Last month, KIRO TV aired an "investigation" that purported to expose alleged bullying by a Leschi Elementary janitor. The piece touted a video it had obtained, via hidden camera, of the janitor "grabbing a child on the schoolyard"--which was a pretty strange way to characterize the footage. Stranger yet was what the janitor's angry defenders, who are now pressing complaints with the non-profit Washington News Council, point out he was doing.
What's more, in a letter to the station, the International Union of Operating Engineers, to which Harris belonged, claims that Ruiz told KIRO the circumstances before it ran its original story. (To the station's credit, it published the union's letter as well as putting Ruiz on camera.) Asked for comment, KIRO's outgoing news director, Todd Mokhtari, said only that the station "stands by its stories."
But, really, regardless of the circumstances, the video clip makes for a poor expose. As Ruiz told the station, Harris "wasn't rough, wasn't grabbing my son." He actually appears pretty gentle as he's trying to calm a boy who seems steamed about something.
A packet of material SW obtained from the News Council reveals a litany of other complaints from the union, the school district, Leschi parents and school staff, dozens of whom signed a petition decrying the KIRO piece and lauding Harris.
Among the objections: KIRO downplayed separate school and police investigations that found no wrongdoing in regard to two other allegations of bullying made by students' family members; the station neglected to mention that those allegations came from members of the same extended family; and the report brought up criminal charges that Harris had faced but not been convicted of.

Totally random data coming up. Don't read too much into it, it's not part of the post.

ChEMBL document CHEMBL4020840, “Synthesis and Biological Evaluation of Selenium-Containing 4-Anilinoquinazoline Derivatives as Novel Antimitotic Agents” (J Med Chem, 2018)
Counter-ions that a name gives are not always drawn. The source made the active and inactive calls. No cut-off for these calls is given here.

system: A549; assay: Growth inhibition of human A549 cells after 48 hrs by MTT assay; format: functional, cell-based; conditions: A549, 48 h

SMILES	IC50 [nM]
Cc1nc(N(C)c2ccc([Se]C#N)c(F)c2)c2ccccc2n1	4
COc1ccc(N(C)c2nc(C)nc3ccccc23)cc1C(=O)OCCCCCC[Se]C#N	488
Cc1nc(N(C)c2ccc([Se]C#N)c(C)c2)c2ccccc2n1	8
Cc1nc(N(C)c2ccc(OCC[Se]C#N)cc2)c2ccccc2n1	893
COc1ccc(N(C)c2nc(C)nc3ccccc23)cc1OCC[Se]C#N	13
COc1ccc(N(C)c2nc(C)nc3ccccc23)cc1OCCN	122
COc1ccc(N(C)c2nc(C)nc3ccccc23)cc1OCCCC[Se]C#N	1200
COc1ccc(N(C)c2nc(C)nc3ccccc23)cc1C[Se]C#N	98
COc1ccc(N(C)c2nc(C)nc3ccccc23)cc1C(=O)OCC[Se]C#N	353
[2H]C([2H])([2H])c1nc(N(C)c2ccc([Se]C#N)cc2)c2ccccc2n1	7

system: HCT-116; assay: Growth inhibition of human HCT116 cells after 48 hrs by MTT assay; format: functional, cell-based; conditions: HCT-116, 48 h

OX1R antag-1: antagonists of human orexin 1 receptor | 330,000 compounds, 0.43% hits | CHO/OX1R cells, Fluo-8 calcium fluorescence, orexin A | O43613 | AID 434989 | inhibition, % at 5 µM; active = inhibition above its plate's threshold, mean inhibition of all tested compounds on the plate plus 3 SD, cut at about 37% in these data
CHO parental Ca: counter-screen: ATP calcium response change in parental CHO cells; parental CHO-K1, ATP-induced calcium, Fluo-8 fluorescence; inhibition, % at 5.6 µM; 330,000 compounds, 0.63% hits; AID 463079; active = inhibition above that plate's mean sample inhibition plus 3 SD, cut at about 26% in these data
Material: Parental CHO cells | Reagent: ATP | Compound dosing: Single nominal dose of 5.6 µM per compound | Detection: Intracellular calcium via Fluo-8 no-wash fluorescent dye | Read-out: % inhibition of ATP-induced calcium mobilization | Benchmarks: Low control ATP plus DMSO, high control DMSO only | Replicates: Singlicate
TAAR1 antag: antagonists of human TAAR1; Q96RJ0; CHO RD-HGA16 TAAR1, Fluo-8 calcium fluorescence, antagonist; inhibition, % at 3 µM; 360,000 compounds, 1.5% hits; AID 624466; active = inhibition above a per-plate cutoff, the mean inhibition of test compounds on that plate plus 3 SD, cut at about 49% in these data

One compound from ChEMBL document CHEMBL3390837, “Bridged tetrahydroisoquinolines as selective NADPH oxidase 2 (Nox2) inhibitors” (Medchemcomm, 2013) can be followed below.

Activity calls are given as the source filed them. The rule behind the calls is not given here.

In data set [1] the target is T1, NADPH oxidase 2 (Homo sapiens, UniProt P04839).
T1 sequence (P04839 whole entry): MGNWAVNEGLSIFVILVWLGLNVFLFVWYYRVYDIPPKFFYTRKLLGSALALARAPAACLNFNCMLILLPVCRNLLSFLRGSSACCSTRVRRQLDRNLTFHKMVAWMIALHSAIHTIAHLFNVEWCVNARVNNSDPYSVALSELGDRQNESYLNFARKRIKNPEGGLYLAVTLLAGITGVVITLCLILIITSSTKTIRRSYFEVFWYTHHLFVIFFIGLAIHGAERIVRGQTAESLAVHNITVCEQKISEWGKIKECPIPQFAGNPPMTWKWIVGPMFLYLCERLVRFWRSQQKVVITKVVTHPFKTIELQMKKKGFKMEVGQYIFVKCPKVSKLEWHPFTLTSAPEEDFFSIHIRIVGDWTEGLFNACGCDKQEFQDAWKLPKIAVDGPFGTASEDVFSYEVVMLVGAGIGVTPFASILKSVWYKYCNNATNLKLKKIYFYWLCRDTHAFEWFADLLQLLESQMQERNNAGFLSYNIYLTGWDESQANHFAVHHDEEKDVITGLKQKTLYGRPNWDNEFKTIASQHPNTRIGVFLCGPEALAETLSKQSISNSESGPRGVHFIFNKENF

"KIRO is perpetuating the idea that African American men are criminals," lamented parent Victoria Summerquist in her News Council complaint. Also from her complaint:
When my 8-year-old boy was in kindergarten, Mr. Harris would let me know if he was getting into trouble on the playground. In first grade, he let me know my son was throwing away full lunches I was making him. I have been deeply moved by the attentiveness and care Mr. Harris has exhibited.
In all, the News Council says it received more complaints about the KIRO piece--15--than it has about any stories it has looked into in its 14-year history. That may say as much about the News Council as it does about the piece.
Despite years of effort, the non-profit--which likes to call itself an "outside ombudsman" or "Better Business Bureau" for local media--has not exactly caught fire. A lot of people undoubtedly don't know what it is. With onetime conservative commentator John Hamer as its president, its cases are sometimes seen as having a political bent. And the media typically blow off the hearings it holds to publicly air complaints (an exception being KUOW's participation in the last hearing in March). KIRO hasn't even responded to the News Councils' phone calls, e-mails or letters.
Asked whether the lack of media participation has limited his organization's effectiveness, Hamer says: "Not in the eyes of the complainants, who have a chance to make their case in a public forum, broadcast on TVW and with significant follow-up news coverage." He pointed to a webpage of testimonials.
It's an upbeat spin. Yet it's true that here he has a juicy case that doesn't fit into any conservative paradigm. Indeed, the racial politics involved skew liberal. And even if KIRO doesn't attend the scheduled June 16 hearing, it apparently is worth pursuing for an outraged school community.